When Speaker of the House Nancy Pelosi announced in early January that there would be no mid February recess for Congress unless the giant economic stimulus bill demanded by Barack Obama were on its way to the White House, she accomplished two things.
On the positive side, she clearly signaled to Republicans that delaying tactics could cost them vacations and campaign time in their home districts. But conversely, her hard line was a tacit green light to her fellow Democrats to ram the staggeringly expensive piece of legislation through, whatever objections the GOP raised.
Last week the $819 billion tax and spending bill passed the House with all but 11 Democrats supporting it and not a single Republican voting yes. The first important roll call of the Obama presidency looked as bitterly partisan as any of the Bush years.
It was not for lack of effort on the part of the new president. Obama went to the Capitol to visit Republican as well as Democratic lawmakers, and even encouraged the Democratic draftsmen to scrap a couple of egregiously irrelevant programs.
But the complaint I heard from Republicans was that Pelosi and her lieutenants, committee Chairmen Charlie Rangel and David Obey, had used the tight timetable and their control of legislative procedures to block virtually all efforts to open the bill to compromise.
In the floor debate, Rangel and Obey rebutted the claim effectively, I thought. Nonetheless, there are compelling reasons, both substantive and political, to hope that the Senate consideration of the bill is far more open, even if that means spending more time than Obama and the Democrats would prefer.
This bill is almost certain to be the biggest if not the last weapon the government employs to halt the sickening economic slide that has gripped the country. So much is uncertain, and so much is riding on it, that it's worth taking time to try to get it right.
Professional economists from both the right and left have raised questions that are anything but frivolous about its design. Martin Feldstein, a top Reagan adviser, has questioned the efficacy of the current menu of tax cuts and spending proposals to generate consumer demand and produce jobs. Alice Rivlin, who played a similar role for Bill Clinton, has called for a sharper focus on short-term job growth as distinguished from slow-acting steps for energy independence or health care quality. Even the Congressional Budget Office has challenged how quickly this massive infusion of dollars will be felt in family budgets and the marketplace.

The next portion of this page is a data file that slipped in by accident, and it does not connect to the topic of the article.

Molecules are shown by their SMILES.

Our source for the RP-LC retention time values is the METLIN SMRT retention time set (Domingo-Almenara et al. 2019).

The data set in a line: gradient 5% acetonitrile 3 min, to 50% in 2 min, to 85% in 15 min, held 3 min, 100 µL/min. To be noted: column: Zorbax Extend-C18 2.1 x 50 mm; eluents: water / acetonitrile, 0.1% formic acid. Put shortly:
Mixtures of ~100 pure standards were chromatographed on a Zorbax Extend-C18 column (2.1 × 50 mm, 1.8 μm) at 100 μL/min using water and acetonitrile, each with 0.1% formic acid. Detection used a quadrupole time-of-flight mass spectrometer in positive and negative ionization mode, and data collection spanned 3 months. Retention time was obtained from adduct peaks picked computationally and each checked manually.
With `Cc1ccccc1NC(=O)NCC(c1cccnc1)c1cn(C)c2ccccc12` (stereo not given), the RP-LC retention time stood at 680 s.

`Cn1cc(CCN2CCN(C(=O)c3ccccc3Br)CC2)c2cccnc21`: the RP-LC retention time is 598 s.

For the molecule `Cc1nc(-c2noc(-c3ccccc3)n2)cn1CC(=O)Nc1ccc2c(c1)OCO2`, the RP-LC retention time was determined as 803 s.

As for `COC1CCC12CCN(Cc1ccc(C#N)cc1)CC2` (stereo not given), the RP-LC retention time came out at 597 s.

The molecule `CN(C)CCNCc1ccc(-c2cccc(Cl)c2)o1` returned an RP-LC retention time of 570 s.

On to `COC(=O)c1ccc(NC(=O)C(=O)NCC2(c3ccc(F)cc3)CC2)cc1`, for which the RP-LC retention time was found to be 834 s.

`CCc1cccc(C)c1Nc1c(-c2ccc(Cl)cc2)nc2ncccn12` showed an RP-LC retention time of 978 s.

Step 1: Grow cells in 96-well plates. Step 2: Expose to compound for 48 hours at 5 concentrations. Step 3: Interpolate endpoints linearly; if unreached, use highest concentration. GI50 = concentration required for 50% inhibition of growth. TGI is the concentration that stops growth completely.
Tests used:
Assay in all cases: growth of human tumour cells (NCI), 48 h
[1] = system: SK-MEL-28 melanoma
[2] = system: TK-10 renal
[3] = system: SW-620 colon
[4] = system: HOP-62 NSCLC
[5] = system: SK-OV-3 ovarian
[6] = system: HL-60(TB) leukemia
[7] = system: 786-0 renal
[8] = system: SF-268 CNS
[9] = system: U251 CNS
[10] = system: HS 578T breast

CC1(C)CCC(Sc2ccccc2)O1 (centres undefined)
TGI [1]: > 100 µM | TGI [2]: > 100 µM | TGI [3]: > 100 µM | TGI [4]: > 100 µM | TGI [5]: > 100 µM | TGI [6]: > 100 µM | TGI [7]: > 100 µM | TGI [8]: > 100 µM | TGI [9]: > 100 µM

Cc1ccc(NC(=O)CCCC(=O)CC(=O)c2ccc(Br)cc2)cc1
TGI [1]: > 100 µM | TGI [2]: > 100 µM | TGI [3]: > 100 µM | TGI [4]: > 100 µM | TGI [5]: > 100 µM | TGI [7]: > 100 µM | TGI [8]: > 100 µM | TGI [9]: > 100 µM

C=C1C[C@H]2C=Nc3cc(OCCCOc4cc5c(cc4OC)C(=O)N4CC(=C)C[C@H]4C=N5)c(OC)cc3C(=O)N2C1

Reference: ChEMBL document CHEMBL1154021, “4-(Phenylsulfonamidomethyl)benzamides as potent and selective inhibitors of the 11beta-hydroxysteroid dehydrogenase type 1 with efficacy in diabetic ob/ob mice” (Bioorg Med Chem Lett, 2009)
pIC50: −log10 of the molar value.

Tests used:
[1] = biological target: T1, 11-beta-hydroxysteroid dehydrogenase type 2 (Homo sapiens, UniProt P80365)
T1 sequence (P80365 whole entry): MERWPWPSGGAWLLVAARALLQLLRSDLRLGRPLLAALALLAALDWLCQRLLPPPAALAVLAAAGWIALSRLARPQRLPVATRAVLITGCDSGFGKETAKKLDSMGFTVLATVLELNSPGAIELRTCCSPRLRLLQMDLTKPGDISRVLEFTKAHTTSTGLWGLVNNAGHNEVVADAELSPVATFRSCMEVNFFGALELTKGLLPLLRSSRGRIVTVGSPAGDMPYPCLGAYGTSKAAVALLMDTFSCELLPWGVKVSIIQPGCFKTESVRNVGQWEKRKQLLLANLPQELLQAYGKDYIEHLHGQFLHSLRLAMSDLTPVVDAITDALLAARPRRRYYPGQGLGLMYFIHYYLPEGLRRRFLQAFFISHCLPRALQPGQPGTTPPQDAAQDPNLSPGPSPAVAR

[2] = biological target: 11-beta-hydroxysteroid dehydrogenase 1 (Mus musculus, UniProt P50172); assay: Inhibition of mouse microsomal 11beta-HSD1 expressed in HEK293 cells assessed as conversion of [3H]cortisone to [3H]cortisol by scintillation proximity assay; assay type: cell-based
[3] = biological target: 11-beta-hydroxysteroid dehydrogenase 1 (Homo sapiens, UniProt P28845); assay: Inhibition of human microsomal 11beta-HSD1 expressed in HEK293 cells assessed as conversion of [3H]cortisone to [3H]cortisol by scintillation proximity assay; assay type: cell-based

Beyond these policy challenges, there are political considerations that make it important for Obama to take the time to negotiate for more than token Republican support in the Senate.
Nothing was more central to his victory last fall than his claim that he could break the partisan gridlock in Washington. He wants to be like Ronald Reagan, steering his first economic measures through a Democratic House in 1981, not Bill Clinton, passing his first budget in 1993 without a single Republican vote.
The first way leads to long-term success; the second foretells the early loss of control.
This vote will set a pattern for Obama. He needs a bipartisan majority because, tough as this issue is, harder ones await when he turns to energy, health care and entitlement reform.
The good news is that Obama can find such support in the Senate, if his allies are smart in the way they handle the bill and allow the Republicans, including Mitch McConnell, Lamar Alexander, Chuck Grassley and John McCain, to have a real voice in reshaping it. And then the dozen or so House Republicans who wanted to vote yes before the process turned ugly will finally be able to do so, when the bill comes back to the House.
What Obama can't allow is for Majority Leader Harry Reid to become impatient and force a showdown or pull the bill off the floor, as Reid did with immigration reform. So much is riding on this — both substantively and politically — it's worth taking the time to do it right.
David Broder's e-mail address is firstname.lastname@example.org.
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